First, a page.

I asked if women have an intrinsic right to be free of the presence of men in shared private spaces, and if they do have such a right, why should it matter to them how the men who seek to use women’s spaces feel about their male sex?
What most soured the otherwise inspiring evening was not just the impassive faces of board members. While mildly annoying, the impassivity of board members was expected.
What stuck in the craw of many attendees was the clearly communicated scorn of park district attorney Leutkehans who looked everywhere but at the speakers as if the whole event was beneath him and a waste of his time.
When the attendees were done speaking, Leutkehans deigned to look up as he repeatedly stated that the decades-long policy regarding locker room and restroom usage has not changed. Further, he asserted definitively that the park district’s practices have not changed either, which may have been a response to my statement. Leutkehans also said there has been no need to revisit policy, which I assume means no cross-sex impersonator has requested using opposite-sex locker rooms or restrooms at any Wheaton Park District facility. This then is the perfect time to establish and clearly communicate policy.
In light of the “trans” cult’s social construction of a doctrinaire, faith-based, anti-science ideology and imposition of it everywhere, every community should be pro-active in establishing policy rather than reactive.
Leutkehans’ angry assertions contributed nothing to clarity and raised yet more questions. Was Novak’s email false? Did he make a mistake? What made him think patrons may use locker rooms and restrooms in accordance with their “gender identity”? By whose authority did he make that statement in the email? Had someone in authority told him that? If so, exactly who told him that? If he spoke autonomously without asking anyone, will he be disciplined or fired? At 10:30 a.m. Thursday, the morning after the board meeting, I called one of the district pools and spoke to a lovely young woman named Claire in “admissions,” who told me that the “policy”—her word—is that patrons may use locker rooms and restrooms in accordance with their “gender identity.” She told me this information came from “Dan Novak.”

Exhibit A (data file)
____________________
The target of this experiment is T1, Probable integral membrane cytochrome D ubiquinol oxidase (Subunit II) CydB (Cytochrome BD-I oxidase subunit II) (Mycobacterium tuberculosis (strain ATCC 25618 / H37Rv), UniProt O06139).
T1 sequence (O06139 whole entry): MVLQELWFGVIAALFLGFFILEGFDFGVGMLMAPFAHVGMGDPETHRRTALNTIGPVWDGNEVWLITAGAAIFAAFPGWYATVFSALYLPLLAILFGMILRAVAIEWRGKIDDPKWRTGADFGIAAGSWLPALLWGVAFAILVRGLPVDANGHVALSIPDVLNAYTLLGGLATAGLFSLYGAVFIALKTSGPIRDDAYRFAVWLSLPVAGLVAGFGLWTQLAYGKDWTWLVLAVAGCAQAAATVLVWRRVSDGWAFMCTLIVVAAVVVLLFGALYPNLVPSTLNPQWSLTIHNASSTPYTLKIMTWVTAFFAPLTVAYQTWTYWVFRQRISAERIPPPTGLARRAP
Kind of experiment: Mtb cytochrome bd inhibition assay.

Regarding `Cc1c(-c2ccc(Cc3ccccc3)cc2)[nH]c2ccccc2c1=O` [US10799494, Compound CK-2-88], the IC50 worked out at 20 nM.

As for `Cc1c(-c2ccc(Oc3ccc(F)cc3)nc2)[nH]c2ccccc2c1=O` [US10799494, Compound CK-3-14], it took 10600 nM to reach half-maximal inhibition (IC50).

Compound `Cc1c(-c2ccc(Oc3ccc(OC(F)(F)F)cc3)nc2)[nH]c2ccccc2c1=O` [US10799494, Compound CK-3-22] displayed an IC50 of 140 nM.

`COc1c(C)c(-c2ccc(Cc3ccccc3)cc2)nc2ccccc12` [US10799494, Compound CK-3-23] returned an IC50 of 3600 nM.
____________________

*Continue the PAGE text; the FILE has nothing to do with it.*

I then called her supervisor, Wheaton Park District Executive Director Mike Bernard, and left voicemail messages asking about the discrepancy between what Leutkehans said and what district employees are saying. I asked him to call me back. As of this writing, he has not returned my call.
There was one other annoying comment made by a commissioner who suggested that some in the community have been “stirring the pot” and using this issue for “political” purposes.
While “trans” activists and their ideological allies foist their nonsensical and destructive ideology on everyone everywhere—including in corporate America, the legacy press, locker rooms, restrooms, prisons, sports, and public schools—and while they ban and bowdlerize books, cancel speakers and ideas, censor words, and try to compel speech, they’re neither “stirring the pot” nor politicking. If conservatives respond, they are doing both.
Curiouser and curiouser.
Community members hope that at the next meeting, all confusion caused by district employees, board members, and Leutkehans will be cleared up. They hope locker room and restroom usage policy and practice will respect sexual embodiment. Further, the district needs to establish clear policy on sports participation.
Finally, in the interest of good community relations, the board of commissioners may want to send Phillip Leutkehans to a face- and body-language class before the next meeting.